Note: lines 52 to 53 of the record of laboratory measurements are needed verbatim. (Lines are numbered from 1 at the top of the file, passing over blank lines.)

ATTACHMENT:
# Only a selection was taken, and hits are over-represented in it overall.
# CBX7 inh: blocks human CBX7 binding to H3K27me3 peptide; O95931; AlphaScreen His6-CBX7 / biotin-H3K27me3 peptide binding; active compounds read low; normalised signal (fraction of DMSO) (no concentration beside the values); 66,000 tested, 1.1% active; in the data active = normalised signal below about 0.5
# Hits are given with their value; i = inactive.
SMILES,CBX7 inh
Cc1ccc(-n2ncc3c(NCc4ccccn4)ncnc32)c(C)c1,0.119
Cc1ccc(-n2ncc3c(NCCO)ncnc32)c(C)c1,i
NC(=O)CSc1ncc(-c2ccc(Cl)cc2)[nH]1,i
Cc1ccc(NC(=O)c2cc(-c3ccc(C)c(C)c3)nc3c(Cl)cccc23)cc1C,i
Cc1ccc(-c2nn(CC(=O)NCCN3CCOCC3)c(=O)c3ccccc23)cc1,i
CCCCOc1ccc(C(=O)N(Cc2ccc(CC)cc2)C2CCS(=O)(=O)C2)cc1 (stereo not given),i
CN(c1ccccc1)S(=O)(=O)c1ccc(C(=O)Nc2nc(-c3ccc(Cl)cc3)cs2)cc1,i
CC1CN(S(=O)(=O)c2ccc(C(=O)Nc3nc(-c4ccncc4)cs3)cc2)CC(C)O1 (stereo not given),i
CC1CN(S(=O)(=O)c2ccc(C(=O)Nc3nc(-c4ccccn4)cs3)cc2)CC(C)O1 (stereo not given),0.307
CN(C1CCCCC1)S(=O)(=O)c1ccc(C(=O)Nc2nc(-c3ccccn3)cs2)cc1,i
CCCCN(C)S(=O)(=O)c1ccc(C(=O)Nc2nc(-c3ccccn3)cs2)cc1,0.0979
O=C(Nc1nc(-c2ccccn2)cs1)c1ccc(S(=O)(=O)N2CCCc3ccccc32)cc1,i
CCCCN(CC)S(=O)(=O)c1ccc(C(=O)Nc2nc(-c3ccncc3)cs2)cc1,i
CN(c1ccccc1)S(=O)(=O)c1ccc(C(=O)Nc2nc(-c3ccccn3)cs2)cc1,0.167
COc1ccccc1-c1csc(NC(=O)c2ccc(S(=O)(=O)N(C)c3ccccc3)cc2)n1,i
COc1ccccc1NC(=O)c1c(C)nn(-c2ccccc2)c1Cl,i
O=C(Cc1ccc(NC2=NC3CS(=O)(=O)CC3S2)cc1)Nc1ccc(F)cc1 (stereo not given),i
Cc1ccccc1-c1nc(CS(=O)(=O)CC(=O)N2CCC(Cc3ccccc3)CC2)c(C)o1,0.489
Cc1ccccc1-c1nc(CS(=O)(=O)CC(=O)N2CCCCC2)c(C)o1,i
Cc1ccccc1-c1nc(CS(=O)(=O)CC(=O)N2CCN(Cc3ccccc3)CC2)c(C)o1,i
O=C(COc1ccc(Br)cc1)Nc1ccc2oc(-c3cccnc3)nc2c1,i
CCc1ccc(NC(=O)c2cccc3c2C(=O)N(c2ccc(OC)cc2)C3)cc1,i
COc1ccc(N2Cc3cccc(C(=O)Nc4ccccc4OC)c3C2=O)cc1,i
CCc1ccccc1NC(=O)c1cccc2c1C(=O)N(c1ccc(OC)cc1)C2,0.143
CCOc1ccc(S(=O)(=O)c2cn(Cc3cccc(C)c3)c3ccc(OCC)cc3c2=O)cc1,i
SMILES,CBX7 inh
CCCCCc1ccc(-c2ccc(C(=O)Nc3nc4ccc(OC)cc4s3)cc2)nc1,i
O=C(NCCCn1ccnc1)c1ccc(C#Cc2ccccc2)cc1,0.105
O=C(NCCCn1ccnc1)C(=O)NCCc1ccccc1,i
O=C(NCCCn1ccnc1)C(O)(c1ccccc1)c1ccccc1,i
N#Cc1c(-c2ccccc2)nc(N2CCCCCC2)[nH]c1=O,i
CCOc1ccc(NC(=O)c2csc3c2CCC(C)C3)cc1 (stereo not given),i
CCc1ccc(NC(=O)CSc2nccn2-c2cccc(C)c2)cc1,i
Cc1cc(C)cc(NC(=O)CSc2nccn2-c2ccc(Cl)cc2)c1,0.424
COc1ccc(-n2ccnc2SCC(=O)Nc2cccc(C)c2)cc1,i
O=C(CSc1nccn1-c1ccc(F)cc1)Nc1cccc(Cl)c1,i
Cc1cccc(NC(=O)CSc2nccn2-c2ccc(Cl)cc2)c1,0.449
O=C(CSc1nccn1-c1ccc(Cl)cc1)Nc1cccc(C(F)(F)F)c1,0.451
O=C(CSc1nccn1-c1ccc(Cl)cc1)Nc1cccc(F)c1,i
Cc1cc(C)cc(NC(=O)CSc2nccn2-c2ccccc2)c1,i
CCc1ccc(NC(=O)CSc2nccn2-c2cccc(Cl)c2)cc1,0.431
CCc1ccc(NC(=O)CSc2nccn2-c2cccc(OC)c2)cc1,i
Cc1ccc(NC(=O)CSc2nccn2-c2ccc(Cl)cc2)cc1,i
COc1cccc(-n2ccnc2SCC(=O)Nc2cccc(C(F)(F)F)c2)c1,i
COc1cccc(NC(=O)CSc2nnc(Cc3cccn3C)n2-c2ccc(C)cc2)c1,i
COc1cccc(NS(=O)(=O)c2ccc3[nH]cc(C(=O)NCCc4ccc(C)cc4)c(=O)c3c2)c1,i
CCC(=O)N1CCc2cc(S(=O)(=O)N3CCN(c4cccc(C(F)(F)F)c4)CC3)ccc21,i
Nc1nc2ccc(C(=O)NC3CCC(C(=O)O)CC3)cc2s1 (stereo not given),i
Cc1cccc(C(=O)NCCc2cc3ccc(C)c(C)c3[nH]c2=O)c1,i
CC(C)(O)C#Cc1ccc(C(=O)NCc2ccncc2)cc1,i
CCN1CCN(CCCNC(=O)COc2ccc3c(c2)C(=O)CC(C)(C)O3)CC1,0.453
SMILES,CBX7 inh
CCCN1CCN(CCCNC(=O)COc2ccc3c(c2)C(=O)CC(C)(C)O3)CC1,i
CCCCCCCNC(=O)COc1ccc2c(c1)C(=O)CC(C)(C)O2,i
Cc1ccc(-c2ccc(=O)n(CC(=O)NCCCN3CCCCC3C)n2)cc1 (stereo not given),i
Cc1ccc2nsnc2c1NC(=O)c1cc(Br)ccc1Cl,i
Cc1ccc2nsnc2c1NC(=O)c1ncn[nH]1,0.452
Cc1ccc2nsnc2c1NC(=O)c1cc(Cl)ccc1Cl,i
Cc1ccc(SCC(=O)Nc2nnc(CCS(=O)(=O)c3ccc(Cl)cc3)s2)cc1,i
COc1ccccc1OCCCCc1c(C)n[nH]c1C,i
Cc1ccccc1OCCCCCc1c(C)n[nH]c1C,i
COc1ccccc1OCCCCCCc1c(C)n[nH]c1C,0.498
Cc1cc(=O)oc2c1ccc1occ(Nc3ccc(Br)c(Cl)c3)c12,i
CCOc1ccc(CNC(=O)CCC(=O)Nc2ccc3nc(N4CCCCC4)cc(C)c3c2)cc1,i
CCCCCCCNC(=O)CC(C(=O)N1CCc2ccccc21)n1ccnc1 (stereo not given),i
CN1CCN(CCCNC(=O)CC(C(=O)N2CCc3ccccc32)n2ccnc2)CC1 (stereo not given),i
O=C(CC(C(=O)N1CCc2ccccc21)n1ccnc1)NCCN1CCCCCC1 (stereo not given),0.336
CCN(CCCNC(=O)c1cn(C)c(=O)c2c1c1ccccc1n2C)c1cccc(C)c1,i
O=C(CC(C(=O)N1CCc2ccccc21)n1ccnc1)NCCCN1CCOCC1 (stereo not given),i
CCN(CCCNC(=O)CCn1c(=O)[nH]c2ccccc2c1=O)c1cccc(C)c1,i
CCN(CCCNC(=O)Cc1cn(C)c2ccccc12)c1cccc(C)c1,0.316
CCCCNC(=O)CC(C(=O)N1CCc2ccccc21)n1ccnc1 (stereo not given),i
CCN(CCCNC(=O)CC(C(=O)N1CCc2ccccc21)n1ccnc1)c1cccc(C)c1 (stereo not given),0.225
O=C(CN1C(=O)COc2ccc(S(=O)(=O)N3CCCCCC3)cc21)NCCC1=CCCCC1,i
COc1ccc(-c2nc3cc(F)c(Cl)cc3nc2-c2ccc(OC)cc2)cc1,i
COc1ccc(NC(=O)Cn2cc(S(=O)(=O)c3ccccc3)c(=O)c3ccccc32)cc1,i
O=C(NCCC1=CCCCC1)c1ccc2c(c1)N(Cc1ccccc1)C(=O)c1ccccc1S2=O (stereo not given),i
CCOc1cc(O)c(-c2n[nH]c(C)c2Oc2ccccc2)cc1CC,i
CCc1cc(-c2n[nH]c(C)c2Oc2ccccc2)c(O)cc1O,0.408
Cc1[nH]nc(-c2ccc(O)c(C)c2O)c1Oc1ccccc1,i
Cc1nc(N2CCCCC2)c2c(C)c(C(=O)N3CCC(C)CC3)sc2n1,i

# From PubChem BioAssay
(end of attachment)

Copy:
Nc1nc2ccc(C(=O)NC3CCC(C(=O)O)CC3)cc2s1 (stereo not given),i
Cc1cccc(C(=O)NCCc2cc3ccc(C)c(C)c3[nH]c2=O)c1,i